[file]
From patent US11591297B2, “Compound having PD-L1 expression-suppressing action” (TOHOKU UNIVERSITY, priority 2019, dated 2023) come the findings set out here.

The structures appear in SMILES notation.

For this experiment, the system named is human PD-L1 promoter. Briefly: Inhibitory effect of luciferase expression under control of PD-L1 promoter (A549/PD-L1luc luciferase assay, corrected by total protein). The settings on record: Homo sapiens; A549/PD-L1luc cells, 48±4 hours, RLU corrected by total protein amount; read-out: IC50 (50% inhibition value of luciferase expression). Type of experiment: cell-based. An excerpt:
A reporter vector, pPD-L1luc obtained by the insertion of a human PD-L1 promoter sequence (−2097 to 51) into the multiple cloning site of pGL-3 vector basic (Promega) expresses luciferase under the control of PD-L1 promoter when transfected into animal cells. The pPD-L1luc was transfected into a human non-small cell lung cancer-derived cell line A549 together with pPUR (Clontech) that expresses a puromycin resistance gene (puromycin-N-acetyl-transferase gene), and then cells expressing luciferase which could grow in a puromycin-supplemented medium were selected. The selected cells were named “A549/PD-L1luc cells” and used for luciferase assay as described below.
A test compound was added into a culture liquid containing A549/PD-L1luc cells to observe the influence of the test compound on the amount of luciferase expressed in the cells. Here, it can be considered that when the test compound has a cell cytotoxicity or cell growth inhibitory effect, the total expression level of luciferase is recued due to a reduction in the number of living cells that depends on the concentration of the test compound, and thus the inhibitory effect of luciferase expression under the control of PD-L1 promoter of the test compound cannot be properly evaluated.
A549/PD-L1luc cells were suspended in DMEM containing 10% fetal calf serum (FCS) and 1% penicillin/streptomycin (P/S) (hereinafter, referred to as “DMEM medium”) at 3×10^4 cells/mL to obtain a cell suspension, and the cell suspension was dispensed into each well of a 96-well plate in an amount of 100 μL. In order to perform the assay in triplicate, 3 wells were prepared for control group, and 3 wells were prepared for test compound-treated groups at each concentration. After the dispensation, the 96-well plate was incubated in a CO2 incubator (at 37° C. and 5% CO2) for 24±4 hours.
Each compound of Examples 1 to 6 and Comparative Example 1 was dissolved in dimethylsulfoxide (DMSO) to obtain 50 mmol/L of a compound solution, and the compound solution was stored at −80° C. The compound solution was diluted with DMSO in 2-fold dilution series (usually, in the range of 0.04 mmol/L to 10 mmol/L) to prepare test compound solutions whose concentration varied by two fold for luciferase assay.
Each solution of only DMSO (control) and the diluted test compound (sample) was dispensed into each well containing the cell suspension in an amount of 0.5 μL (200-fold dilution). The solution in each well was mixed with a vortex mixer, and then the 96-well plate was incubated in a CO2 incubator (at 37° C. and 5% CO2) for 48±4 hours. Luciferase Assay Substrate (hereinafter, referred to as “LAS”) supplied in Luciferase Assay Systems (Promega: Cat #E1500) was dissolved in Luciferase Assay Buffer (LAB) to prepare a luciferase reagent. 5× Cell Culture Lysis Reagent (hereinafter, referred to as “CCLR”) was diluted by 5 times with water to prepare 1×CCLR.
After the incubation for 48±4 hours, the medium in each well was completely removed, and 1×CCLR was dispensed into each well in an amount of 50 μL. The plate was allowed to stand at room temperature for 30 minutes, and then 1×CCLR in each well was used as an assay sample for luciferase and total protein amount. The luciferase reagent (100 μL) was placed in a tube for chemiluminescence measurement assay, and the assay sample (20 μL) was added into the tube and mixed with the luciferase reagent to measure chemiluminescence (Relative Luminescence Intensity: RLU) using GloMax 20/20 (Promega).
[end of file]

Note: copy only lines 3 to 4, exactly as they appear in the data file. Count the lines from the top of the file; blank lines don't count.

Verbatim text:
For this experiment, the system named is human PD-L1 promoter. Briefly: Inhibitory effect of luciferase expression under control of PD-L1 promoter (A549/PD-L1luc luciferase assay, corrected by total protein). The settings on record: Homo sapiens; A549/PD-L1luc cells, 48±4 hours, RLU corrected by total protein amount; read-out: IC50 (50% inhibition value of luciferase expression). Type of experiment: cell-based. An excerpt:
A reporter vector, pPD-L1luc obtained by the insertion of a human PD-L1 promoter sequence (−2097 to 51) into the multiple cloning site of pGL-3 vector basic (Promega) expresses luciferase under the control of PD-L1 promoter when transfected into animal cells. The pPD-L1luc was transfected into a human non-small cell lung cancer-derived cell line A549 together with pPUR (Clontech) that expresses a puromycin resistance gene (puromycin-N-acetyl-transferase gene), and then cells expressing luciferase which could grow in a puromycin-supplemented medium were selected. The selected cells were named “A549/PD-L1luc cells” and used for luciferase assay as described below.